This video shows how small town are most vulnerable to cartel violence simply because they are outnumbered and outgunned.   The video cameras were installed because of a massacre of 13 people that had just occurred.
Lopez Acosta ran a cell of Gente Nueva in the state of Chihuahua.  He worked directly with Noel “El Falco” Salgueiro who at the time was the man behind much of the violence in Juarez.  La Gente Nueva is a faction of the Sinaloa Cartel; they operated mostly out of Chihuahua however have now branched out and operate in several states within Mexico, including Veracruz, Durango and Guerrero.  Most of the original members of this faction were former Juarez Cartel members, who defected to Sinaloa.  Greed lead many to wage war against “Viceroy” Carrillo Fuentes and his sicarios, La Linea.  To date at least 3000 people have died in the conflict between the two cartels.         
"El Falco"
Lopez Acosta was arrested in December 2010 at his lavish home in Delicias, Chihuahua where he was having a celebration.  In the operation he was wounded, and his brother killed.  Noel Salgueiro was said to have been at the party but was able to escape prior to the Mexican Armies arrival.  Salgueiro was eventually arrested in October of 2011.  He was arrested in Culiacan, alone and without incident; many believed he was turned over by Chapo because he had caused too many problems.    

This video shows a convoy of Zetas in San Fernando.  This has been site of several of the worst atrocities of the cartel wars.  This is where 72 migrants were massacred at a ranch because they refused to join the organization.  This is also the location of several mass graves which totaled more than 200 bodies.  It was said the Zetas roamed the streets freely, forcing many locals to abandon their town due to the lack of security.  In the following video a convoy can be seen traveling throughout the town unabated till some sort of confrontation ensues.   This was before either atrocity occurred, after both incidents the town was swarmed by Federal Troops and order was briefly restored.  The Mexican Government is now building a permanent military base outside of the town in an attempt to wrench the area back from Los Zetas.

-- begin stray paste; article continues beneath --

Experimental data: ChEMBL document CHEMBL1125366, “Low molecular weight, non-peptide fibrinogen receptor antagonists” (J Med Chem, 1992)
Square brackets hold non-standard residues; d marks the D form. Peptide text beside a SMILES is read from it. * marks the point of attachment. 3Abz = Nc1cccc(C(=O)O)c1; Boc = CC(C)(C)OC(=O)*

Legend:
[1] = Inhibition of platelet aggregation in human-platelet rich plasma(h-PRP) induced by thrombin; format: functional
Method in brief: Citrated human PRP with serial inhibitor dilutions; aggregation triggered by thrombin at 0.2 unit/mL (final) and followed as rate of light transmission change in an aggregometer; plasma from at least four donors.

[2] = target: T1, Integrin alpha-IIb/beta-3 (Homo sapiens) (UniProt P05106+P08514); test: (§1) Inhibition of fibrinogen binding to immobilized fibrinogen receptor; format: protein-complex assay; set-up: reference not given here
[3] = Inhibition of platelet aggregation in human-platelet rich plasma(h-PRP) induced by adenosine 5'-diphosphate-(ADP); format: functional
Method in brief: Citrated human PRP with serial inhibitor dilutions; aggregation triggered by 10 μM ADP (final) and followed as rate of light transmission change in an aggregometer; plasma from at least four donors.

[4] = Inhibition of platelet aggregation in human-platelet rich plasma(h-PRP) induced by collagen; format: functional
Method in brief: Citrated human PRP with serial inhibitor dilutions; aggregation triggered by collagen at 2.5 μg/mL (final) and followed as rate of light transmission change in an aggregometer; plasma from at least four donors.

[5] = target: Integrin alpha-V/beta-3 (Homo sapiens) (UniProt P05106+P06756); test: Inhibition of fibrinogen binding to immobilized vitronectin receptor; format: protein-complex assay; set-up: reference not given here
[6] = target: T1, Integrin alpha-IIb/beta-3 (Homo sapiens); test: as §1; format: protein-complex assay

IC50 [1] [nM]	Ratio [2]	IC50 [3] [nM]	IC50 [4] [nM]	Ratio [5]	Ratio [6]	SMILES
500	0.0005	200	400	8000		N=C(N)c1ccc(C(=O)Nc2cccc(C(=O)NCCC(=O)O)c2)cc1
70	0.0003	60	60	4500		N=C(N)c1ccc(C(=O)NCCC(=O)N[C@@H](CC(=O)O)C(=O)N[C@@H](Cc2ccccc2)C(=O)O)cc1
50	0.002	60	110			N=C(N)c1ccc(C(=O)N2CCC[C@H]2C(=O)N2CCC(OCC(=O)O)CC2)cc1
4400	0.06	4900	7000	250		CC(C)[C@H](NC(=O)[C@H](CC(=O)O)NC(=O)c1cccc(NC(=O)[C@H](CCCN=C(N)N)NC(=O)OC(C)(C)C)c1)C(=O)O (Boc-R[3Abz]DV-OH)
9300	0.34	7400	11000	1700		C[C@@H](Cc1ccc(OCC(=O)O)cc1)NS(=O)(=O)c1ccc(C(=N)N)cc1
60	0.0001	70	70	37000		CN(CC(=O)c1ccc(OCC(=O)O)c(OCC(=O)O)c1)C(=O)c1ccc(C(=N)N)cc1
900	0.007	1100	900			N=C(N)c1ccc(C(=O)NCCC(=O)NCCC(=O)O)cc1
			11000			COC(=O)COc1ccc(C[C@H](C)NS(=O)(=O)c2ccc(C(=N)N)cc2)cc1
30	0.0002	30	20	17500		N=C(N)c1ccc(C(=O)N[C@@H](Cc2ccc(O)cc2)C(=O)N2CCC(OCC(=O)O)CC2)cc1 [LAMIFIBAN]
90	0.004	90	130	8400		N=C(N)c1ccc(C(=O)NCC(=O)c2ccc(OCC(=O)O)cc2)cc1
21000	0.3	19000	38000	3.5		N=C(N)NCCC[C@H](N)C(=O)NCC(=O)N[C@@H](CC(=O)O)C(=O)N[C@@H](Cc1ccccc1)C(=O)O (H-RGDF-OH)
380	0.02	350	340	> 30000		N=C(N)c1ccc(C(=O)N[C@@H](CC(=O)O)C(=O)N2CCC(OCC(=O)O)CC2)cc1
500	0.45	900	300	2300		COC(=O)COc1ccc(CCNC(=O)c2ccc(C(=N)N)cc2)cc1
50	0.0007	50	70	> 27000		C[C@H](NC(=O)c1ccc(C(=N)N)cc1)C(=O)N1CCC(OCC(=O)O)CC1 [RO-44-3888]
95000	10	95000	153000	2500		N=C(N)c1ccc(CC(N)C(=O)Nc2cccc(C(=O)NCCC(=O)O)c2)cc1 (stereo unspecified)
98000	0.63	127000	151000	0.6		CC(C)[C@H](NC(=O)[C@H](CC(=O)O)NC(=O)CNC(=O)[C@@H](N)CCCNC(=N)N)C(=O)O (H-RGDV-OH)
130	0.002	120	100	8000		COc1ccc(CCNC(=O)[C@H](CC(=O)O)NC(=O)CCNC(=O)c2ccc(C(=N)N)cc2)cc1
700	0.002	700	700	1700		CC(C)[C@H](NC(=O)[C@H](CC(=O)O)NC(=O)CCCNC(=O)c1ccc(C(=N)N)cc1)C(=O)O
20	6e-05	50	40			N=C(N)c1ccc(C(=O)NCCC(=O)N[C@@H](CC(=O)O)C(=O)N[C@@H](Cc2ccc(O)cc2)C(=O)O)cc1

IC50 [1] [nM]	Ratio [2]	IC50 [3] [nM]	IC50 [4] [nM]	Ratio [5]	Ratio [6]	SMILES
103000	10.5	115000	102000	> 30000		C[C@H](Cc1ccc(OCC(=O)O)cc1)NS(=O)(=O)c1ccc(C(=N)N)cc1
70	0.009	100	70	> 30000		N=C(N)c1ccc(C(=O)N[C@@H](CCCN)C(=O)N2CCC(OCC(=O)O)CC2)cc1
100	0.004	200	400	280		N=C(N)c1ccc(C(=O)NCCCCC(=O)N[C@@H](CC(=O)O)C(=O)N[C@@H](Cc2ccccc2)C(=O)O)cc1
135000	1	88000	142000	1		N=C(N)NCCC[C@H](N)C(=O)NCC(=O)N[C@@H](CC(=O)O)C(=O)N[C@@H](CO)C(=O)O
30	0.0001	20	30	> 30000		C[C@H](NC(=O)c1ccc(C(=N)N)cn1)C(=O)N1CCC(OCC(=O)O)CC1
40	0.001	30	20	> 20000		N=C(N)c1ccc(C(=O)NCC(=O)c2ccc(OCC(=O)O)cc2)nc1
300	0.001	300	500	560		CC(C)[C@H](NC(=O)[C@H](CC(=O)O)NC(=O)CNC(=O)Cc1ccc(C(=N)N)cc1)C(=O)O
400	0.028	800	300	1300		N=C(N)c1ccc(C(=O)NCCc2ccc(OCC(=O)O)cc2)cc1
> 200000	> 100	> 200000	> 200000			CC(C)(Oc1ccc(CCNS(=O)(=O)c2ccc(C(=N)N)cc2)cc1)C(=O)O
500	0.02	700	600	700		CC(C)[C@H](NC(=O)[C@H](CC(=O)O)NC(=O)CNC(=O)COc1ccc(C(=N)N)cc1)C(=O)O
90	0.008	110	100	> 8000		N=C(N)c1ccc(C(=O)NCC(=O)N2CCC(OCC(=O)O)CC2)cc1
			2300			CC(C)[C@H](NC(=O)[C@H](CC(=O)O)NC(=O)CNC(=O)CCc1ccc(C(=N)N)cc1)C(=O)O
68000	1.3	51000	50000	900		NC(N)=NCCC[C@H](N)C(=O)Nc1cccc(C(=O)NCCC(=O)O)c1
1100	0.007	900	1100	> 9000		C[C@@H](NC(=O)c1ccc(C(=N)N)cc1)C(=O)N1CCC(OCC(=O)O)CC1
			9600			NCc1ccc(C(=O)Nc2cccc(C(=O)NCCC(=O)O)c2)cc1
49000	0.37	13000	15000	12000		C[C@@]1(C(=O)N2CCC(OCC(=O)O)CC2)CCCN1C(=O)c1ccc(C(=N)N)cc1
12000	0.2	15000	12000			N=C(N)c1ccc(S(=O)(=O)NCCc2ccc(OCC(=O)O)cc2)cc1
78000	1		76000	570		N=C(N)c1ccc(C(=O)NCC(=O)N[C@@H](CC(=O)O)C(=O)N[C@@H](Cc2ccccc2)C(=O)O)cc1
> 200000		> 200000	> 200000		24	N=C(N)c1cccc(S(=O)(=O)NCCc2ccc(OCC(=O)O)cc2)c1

Monday, July 9, 2012

Chapo Isidro: A History

By ACI for Borderland Beat

Of all of the narcos roaming freely around Mexico few bring to mind the outlaws of old more so than Chapo Isidro Meza Flores. From the mountains, he and his band control one of the last hold outs of the Beltran Levya Cartel in Sinaloa. He controls most of the ranches and farms which produce significant quantities of both opium and marijuana for the Beltran Levya/Zeta alliance. His base of operations is in Guasave and surrounding villages, and is, and has become one of the most important lieutenants of Hector Beltran Levya, the last of the brothers who has avoided both death and capture. There was a recent shift in power however when one of his top men Adelmo "EL Lemo" Nuñez , betrayed him and went to work for Chapo Guzman. That's when all hell broke loose, the battle still rages as we speak. This war between Isidro and Adelmo "EL Lemo" Nuñez, will continue till either one is arrested, dies or disappears.

To understand how he and his cohorts have been able to outwit and outmaneuver several military offensives against them, one must understand the geography of the area. Northern Sinaloa is in the heart of the "Golden Triangle" the term used to describe Mexico's drug producing region. The mountainous region seems defiant of gravity, rugged and steep, beautiful and lush from a distance, it is hard to see the secrets hidden here and this place has many secrets.

Some of the roads are treacherous to navigate, they hug precariously to the sides of their mountains, steep cliffs and narrow valleys dot the landscape. Offering many opportunities to ambush or outmaneuver the military. Most places have only a couple points of entrance and can be secured using a fairly small quantity of men. With much of the area cut off due to geography, getting from one area to another can be a daunting task. Many mountains can only be hiked by foot and the vegetation and rock outcroppings offer ample places to hide what may need to be hidden.

High up in the Sierras, where isolation is a part of life, a culture emerged. One born out of self reliance and hardship, centered on the ruggedness of living in the harsh and unforgiving Sierras. The culture had little care for the authorities which offered them little in return. Outsiders are not welcome here, even without the cartel threats most locals would treat you the same, an outsider, someone who does not belong and is not to be trusted. A kind of Robin Hood bravado holds in the air, as the locals quietly praise those who went against the government. These criminals or outlaws were often related to many of those who called this place home. The locals never saw the harm in letting these men get one over on a government, which they only saw as inept and corrupt. Out of this environment were born many of the narcos you read about today.